To give diners a taste of what’s in store, the couple is planning a series of four-course pop-up dinners at the former Lynn on Bryant (5003 Bryant Av. S., Mpls.), on Aug. 8, 9, 15, 16, 29 and 30. The details — price, reservations, etc. —haven’t been hammered out yet, but Malone and Anderson will keep folks posted via their Twitter account, @brutMN.
“We want it to be a fun, summertime, kind of thing,” said Malone. “And we need something to do besides go to the dog park every day.”
More Malone news: Twin Citians Daniel Klein and Mirra Fine, producers of the Perennial Plate, are turning their attention to a remake of PBS’ “Victory Garden,” in collaboration with Edible magazines. Their first of 13 half-hour episodes is going to be filmed in Minnesota and will feature — you got it — Jamie Malone.
Meanwhile, at Sea Change, Malone is being replaced by the restaurant’s longtime sous chef (and former Alaska fisherman), Ryan Cook.
What is it with Minneapolis museum restaurants?
First the Walker Art Center’s Gather drops its lunch service. Now Grain Stack, the newly remade restaurant at the Minneapolis Institute of Arts (and a significant improvement from its predecessor) is going on summer vacation.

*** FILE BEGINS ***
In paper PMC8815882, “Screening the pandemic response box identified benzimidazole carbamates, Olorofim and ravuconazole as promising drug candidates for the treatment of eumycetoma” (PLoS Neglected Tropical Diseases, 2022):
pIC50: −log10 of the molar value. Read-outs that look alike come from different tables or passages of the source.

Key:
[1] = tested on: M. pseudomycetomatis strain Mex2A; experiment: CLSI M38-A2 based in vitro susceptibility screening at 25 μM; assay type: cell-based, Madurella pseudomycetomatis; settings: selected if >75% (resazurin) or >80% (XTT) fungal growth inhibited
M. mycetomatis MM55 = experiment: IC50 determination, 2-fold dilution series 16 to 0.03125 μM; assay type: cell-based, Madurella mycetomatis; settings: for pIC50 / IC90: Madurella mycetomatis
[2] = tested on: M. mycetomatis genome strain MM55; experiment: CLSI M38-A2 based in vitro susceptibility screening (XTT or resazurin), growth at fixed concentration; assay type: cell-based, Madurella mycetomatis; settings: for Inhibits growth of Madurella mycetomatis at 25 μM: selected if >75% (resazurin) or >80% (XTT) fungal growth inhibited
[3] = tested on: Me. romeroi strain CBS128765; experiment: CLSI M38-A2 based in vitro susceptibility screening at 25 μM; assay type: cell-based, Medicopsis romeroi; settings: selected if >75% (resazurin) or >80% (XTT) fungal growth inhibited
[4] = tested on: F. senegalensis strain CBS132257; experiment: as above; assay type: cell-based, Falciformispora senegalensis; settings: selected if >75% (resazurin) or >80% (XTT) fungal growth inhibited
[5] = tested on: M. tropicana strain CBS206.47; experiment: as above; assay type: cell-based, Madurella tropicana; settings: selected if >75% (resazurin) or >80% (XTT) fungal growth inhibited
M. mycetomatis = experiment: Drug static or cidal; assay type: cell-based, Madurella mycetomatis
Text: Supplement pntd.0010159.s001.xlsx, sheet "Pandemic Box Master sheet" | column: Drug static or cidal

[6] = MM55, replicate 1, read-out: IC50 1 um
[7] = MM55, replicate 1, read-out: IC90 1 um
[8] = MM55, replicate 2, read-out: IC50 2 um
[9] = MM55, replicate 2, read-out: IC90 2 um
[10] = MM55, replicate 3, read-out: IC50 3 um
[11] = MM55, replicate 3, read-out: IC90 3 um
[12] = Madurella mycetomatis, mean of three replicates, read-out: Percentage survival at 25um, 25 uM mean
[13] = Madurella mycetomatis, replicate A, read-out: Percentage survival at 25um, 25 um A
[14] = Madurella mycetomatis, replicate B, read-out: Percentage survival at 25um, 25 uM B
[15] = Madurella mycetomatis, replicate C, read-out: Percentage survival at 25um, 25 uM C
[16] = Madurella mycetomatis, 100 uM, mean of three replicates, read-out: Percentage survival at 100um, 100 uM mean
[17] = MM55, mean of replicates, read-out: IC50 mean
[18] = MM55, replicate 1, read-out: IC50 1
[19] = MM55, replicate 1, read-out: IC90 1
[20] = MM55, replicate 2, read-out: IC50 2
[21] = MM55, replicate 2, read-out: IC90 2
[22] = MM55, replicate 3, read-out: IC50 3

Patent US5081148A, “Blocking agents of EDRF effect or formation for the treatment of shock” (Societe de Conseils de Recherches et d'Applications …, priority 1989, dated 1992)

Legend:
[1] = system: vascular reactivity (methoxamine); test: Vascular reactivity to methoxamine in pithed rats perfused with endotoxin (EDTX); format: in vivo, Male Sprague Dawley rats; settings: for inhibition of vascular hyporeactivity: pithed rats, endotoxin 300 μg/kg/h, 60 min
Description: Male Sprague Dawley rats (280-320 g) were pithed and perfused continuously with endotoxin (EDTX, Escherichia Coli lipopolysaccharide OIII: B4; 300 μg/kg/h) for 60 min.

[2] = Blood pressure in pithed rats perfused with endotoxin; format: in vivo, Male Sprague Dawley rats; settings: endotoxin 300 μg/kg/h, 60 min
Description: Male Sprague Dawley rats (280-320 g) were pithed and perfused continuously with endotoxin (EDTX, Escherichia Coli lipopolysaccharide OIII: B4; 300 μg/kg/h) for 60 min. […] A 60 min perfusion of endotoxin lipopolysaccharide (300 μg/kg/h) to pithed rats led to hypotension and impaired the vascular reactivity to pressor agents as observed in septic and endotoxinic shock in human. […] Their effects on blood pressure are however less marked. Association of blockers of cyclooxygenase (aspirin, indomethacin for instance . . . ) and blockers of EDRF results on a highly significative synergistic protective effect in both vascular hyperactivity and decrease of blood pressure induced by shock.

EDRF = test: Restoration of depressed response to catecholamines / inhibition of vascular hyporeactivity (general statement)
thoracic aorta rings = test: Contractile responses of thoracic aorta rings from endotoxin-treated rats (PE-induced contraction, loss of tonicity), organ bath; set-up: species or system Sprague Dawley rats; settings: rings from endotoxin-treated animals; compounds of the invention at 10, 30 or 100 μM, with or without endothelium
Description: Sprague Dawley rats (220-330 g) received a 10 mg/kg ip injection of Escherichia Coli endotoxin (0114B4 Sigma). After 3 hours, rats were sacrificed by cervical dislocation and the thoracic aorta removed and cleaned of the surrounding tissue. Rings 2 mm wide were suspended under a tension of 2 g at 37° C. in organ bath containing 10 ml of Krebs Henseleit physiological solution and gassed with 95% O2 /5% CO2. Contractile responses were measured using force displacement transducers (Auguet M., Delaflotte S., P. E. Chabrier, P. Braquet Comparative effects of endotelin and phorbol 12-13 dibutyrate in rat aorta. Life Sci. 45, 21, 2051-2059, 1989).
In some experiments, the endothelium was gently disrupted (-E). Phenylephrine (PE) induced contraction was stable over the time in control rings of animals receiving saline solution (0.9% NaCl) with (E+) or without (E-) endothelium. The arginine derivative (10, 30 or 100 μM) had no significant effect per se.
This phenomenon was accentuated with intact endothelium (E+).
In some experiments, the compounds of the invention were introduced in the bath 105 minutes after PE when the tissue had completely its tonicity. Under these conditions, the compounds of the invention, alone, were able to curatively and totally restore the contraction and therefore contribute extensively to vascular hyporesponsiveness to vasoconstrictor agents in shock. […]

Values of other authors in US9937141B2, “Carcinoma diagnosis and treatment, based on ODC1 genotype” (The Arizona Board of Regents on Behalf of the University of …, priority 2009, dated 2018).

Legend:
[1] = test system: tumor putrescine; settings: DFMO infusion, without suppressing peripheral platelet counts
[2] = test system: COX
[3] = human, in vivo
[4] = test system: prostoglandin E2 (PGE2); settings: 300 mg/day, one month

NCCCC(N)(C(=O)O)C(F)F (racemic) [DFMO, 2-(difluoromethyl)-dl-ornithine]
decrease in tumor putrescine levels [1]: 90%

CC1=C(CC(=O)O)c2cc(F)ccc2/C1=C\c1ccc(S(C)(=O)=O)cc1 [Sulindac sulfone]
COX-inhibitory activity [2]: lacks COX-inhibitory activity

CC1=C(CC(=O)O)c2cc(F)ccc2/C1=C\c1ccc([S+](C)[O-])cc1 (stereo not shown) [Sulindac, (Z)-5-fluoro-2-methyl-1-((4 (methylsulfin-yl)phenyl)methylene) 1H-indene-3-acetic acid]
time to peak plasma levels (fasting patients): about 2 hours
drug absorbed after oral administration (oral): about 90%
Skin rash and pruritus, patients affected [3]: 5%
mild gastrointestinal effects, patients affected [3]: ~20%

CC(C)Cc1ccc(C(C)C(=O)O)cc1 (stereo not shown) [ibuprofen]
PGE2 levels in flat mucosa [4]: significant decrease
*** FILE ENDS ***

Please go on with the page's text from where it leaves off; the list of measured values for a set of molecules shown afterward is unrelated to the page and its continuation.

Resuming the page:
“Our new food service model is based on being financially sustainable, so when our traffic is slower (such as this summer), we won’t operate the mezzanine-level restaurant, as it would require us to subsidize the operation and that is not the best use of our contributed resources,” reads a memorandum to museum staff and volunteers.
“After the success of the MIA + Stock and Badge’s Grain Stack operation which served thousands of MIA visitors during the Rock the Cradle, Art in Bloom, and Matisse: Masterworks from the Baltimore Museum of Art, the mezzanine-level restaurant will now close for the summer effective Tuesday, June 10,” reads the statement.
Fear not, hungry art lovers: Stock and Badge’s other MIA food-and-drink operations will remain open, including the Dogwood Coffee bar (and its great two-for-one craft beer happy hour) and the family-friendly, grab-and-go Half Pint, both located in the museum’s lobby.